There's a War on Britain's Past Too
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Just as in the U.S.A., across the pond in Britain mobs and cyber-mobs are attacking and defacing statues, calling for their removal, and in general assaulting the history of the Sceptered Isle.

There’s already a Wikipedia entry called Actions against memorials in the United Kingdom during the George Floyd protests which says that

A list of 60 statues, monuments and plaques considered to "celebrate slavery and racism" was published online as an interactive map titled Topple the Racists by the Stop Trump Coalition. Historical figures commemorated therein include Christopher Columbus, Sir Francis Drake, King Charles II, Oliver Cromwell, Admiral Lord Nelson, the prime ministers Earl Grey and William Ewart Gladstone, and Cecil Rhodes.

The Winston Churchill statue has already had to have a protective box put around it, as has that of Robert Baden-Powell, founder of the Boy Scouts.

In Liverpool, there's been a call for Penny Lane, the street made famous by a Beatles hit, to be renamed. (It's named after Liverpudlian slave ship owner James Penny.) [Liverpool Mayor Joe Anderson responds to call for Penny Lane to be renamed, by Jenny Kirkham, Echo, June 10, 2020]

Prime Minister Boris Johnson made a principled criticism of this whole hysteria, in a series of tweets. Quoth the PM:

The statue of Winston Churchill in Parliament Square is a permanent reminder of his achievement in saving this country – and the whole of Europe – from a fascist and racist tyranny. It is absurd and shameful that this national monument should today be at risk of attack by violent protesters. Yes, he sometimes expressed opinions that were and are unacceptable to us today, but he was a hero, and he fully deserves his memorial.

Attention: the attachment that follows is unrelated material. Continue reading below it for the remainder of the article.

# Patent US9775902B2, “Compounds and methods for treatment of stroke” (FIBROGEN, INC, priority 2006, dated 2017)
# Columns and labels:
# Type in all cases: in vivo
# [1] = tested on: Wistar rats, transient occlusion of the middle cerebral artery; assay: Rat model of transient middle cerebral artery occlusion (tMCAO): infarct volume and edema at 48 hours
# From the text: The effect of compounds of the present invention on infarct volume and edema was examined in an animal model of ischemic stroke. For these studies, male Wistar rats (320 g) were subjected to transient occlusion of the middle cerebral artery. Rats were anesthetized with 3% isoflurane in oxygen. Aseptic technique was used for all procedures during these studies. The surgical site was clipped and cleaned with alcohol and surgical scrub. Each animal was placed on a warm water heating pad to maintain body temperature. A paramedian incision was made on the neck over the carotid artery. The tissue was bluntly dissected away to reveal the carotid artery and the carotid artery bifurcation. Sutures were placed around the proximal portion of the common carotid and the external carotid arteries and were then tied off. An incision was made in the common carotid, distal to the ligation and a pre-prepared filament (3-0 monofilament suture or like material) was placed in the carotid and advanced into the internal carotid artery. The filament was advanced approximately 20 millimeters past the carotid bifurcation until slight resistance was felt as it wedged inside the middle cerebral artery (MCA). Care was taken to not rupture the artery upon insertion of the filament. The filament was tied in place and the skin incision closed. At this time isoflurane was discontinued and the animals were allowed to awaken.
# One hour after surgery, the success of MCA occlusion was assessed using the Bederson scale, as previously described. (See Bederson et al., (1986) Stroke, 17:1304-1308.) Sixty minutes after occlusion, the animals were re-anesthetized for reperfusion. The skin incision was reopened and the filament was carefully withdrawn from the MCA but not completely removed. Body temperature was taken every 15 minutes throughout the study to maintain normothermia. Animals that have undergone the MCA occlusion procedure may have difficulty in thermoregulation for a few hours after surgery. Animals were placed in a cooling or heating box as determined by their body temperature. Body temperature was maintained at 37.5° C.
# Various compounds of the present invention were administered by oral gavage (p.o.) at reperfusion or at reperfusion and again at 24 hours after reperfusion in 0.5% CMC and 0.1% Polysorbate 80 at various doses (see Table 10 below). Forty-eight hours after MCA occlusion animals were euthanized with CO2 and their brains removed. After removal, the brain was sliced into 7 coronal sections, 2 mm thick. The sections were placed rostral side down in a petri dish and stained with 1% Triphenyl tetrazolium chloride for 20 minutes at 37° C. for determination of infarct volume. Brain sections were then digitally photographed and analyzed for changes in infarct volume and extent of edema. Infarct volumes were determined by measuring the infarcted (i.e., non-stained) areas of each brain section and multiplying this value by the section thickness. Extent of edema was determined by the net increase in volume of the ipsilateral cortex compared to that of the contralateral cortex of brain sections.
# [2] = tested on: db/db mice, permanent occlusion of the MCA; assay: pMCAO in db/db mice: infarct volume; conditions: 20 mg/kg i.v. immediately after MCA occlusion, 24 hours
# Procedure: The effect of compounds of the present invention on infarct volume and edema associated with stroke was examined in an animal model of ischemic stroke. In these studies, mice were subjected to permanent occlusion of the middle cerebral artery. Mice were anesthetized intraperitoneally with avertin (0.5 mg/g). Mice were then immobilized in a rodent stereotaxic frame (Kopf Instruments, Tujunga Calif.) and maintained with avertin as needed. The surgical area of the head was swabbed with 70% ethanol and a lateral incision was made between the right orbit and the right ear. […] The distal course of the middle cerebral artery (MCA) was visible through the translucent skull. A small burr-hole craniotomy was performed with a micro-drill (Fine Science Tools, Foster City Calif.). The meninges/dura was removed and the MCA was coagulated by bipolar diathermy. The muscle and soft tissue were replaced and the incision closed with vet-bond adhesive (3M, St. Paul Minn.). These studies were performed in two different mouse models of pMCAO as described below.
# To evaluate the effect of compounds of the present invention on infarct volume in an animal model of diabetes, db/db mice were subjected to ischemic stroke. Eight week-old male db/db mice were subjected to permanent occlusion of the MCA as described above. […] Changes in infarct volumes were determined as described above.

We cannot now try to edit or censor our past. We cannot pretend to have a different history. The statues in our cities and towns were put up by previous generations. They had different perspectives, different understandings of right and wrong. But those statues teach us about our past, with all its faults. To tear them down would be to lie about our history, and impoverish the education of generations to come ['We cannot edit our past': Boris Johnson's statue tweets explained, by Peter Walker, The Guardian, June 12, 2020].

A young British conservative by the name of Darren Grimes has an interesting Twitter page, commenting on the madness which has descended on contemporary Britain.

Grimes links to a brief video commentary by Scotsman Neil Oliver, who asks if these people care about slavery today, and ends with this question:

Is this about addressing racism and the existence of slavery in our world community?  Or is it simply an attempt by anarchists and communists to eat into the built fabric of Britain and thereby to bring down British society?

To ask the question is to answer it.

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